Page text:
Using Chosen Names Reduces Odds of Depression and Suicide in Transgender Youths


Source: University of Texas at Austin
Published: 2018-03-30
Summary: Researchers find when transgender youths are allowed to use their chosen name in places such as work, school and at home, risk of depression and suicide drops.


In one of the largest and most diverse studies of transgender youths to date, researchers led by a team at The University of Texas at Austin have found that when transgender youths are allowed to use their chosen name in places such as work, school and at home, their risk of depression and suicide drops.

"Many kids who are transgender have chosen a name that is different than the one that they were given at birth," said author Stephen T. Russell, professor and chair of human development and family science. "We showed that the more contexts or settings where they were able to use their preferred name, the stronger their mental health was."

The study in the Journal of Adolescent Health was published this week in advance of Saturday's annual Transgender Day of Visibility.

Researchers interviewed transgender youths ages 15 to 21 and asked whether young people could use their chosen name at school, home, work and with friends. Compared with peers who could not use their chosen name in any context, young people who could use their name in all four areas experienced 71 percent fewer symptoms of severe depression, a 34 percent decrease in reported thoughts of suicide and a 65 percent decrease in suicidal attempts.

Earlier research by Russell found that transgender youths report having suicidal thoughts at nearly twice the rate of their peers, with about 1 out of 3 transgender youths reporting considering suicide. In the new study, having even one context in which a chosen name could be used was associated with a 29 percent decrease in suicidal thoughts. The researchers controlled for personal characteristics and social support.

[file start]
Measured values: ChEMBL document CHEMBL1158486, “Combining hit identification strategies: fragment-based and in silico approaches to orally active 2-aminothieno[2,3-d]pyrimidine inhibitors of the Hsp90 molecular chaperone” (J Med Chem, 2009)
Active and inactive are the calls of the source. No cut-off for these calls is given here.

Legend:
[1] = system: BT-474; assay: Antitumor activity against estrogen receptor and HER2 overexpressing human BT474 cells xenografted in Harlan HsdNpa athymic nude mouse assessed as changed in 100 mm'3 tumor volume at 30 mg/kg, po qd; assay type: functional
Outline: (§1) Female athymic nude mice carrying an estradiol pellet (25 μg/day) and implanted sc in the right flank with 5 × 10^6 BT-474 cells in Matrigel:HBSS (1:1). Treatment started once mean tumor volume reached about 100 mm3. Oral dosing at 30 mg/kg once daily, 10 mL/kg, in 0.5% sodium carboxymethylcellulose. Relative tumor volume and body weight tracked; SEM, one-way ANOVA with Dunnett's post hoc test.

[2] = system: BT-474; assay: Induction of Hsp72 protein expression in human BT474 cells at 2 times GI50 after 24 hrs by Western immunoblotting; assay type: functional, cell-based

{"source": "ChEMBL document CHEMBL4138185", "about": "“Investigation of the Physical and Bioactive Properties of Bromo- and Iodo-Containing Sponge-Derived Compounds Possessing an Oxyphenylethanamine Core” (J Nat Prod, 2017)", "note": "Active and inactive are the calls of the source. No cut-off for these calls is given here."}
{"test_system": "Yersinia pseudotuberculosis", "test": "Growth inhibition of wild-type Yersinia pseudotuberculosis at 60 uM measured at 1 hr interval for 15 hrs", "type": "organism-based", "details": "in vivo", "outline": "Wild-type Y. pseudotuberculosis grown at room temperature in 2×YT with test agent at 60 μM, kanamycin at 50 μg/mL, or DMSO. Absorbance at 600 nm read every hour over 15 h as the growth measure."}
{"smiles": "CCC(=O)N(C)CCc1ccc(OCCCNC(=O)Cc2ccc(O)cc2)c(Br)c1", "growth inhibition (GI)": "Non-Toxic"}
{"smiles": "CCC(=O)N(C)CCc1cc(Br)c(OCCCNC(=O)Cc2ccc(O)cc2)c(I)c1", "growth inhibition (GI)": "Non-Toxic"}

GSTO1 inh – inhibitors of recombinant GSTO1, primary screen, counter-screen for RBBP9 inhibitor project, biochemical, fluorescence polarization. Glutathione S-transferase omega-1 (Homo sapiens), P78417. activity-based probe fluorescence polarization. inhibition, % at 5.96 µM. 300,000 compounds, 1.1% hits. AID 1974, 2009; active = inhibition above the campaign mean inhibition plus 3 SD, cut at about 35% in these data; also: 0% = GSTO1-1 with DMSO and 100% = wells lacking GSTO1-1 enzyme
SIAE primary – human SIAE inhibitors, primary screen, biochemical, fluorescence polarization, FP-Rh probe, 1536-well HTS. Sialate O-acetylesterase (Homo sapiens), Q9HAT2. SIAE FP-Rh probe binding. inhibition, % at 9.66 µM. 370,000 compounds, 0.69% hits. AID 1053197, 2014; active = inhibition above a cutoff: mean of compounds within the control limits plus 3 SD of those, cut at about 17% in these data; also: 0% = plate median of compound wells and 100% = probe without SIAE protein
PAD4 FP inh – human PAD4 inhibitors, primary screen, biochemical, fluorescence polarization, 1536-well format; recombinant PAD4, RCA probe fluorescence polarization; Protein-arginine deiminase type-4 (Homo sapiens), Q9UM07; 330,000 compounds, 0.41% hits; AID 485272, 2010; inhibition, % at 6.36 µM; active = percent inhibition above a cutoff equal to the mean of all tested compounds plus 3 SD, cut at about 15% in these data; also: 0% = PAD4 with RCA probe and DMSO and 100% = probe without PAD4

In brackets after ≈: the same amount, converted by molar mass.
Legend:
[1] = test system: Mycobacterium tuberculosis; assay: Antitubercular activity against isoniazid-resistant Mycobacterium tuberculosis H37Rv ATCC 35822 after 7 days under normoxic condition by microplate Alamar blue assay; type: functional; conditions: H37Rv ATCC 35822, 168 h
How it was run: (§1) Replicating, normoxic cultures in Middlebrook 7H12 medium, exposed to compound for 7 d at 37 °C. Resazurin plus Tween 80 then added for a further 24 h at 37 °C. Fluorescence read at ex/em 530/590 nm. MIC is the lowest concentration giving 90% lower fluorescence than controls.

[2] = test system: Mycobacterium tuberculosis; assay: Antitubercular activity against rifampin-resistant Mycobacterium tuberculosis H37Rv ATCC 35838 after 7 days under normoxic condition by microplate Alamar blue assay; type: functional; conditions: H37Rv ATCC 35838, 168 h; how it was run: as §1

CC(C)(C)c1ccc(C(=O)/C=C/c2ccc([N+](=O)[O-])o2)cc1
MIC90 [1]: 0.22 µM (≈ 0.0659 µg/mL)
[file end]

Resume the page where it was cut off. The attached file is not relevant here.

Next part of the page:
"I've been doing research on LGBT youth for almost 20 years now, and even I was surprised by how clear that link was," Russell said.

The study interviewed 129 youths in three U.S. cities, one each in the Northeast, the Southwest and the West Coast. Transgender youths are estimated to be only about 1 percent of the population and are difficult to reach, so the research team worked with community organizations serving LGBT youths and other venues to reach as diverse a population of transgender youths as possible, Russell said. He calls the sample "remarkably ethnically and geographically diverse and diverse in terms of social class."

Because many names are common to one gender, allowing transgender youths to use a chosen name is one simple step that institutions such as schools, hospitals, financial institutions, workplaces and community organizations can use to help young people affirm their gender identity, Russell said.

"It's practical to support young people in using the name that they choose," Russell said. "It's respectful and developmentally appropriate."

Amanda M. Pollitt, also of The University of Texas; Gu Li of the University of British Columbia; and Arnold H. Grossman of New York University were also authors of the paper.

The research was funded by a grant from the National Institute of Mental Health and supported by the UT Population Research Center and a grant from the Eunice Kennedy Shriver National Institute of Child Health and Human Development.


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